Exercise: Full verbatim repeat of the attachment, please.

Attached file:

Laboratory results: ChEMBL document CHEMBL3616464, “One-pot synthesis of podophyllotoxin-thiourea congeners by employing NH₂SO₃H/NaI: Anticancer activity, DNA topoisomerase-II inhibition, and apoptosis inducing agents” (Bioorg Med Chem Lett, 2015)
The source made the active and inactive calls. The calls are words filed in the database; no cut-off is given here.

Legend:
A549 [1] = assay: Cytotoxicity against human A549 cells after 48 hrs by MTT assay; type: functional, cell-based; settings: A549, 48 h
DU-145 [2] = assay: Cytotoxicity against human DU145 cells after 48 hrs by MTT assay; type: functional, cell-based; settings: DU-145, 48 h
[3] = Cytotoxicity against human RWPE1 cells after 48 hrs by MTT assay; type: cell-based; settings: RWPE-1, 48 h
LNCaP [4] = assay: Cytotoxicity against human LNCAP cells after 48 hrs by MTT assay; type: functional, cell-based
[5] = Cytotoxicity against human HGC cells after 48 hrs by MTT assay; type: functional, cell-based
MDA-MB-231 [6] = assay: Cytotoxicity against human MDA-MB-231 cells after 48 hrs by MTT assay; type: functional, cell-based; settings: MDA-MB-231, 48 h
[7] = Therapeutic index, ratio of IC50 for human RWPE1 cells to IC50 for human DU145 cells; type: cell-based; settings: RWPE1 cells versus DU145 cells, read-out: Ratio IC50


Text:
Laboratory results: ChEMBL document CHEMBL3616464, “One-pot synthesis of podophyllotoxin-thiourea congeners by employing NH₂SO₃H/NaI: Anticancer activity, DNA topoisomerase-II inhibition, and apoptosis inducing agents” (Bioorg Med Chem Lett, 2015)
The source made the active and inactive calls. The calls are words filed in the database; no cut-off is given here.

Legend:
A549 [1] = assay: Cytotoxicity against human A549 cells after 48 hrs by MTT assay; type: functional, cell-based; settings: A549, 48 h
DU-145 [2] = assay: Cytotoxicity against human DU145 cells after 48 hrs by MTT assay; type: functional, cell-based; settings: DU-145, 48 h
[3] = Cytotoxicity against human RWPE1 cells after 48 hrs by MTT assay; type: cell-based; settings: RWPE-1, 48 h
LNCaP [4] = assay: Cytotoxicity against human LNCAP cells after 48 hrs by MTT assay; type: functional, cell-based
[5] = Cytotoxicity against human HGC cells after 48 hrs by MTT assay; type: functional, cell-based
MDA-MB-231 [6] = assay: Cytotoxicity against human MDA-MB-231 cells after 48 hrs by MTT assay; type: functional, cell-based; settings: MDA-MB-231, 48 h
[7] = Therapeutic index, ratio of IC50 for human RWPE1 cells to IC50 for human DU145 cells; type: cell-based; settings: RWPE1 cells versus DU145 cells, read-out: Ratio IC50